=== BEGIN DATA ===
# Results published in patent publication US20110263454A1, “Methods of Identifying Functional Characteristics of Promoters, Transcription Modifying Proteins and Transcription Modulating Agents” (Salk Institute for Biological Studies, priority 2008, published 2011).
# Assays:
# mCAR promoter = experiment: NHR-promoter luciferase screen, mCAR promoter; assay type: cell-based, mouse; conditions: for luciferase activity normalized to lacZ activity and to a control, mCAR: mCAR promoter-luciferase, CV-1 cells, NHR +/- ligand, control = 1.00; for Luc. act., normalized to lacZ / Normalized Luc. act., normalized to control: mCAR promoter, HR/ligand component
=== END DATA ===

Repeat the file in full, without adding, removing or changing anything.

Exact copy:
# Results published in patent publication US20110263454A1, “Methods of Identifying Functional Characteristics of Promoters, Transcription Modifying Proteins and Transcription Modulating Agents” (Salk Institute for Biological Studies, priority 2008, published 2011).
# Assays:
# mCAR promoter = experiment: NHR-promoter luciferase screen, mCAR promoter; assay type: cell-based, mouse; conditions: for luciferase activity normalized to lacZ activity and to a control, mCAR: mCAR promoter-luciferase, CV-1 cells, NHR +/- ligand, control = 1.00; for Luc. act., normalized to lacZ / Normalized Luc. act., normalized to control: mCAR promoter, HR/ligand component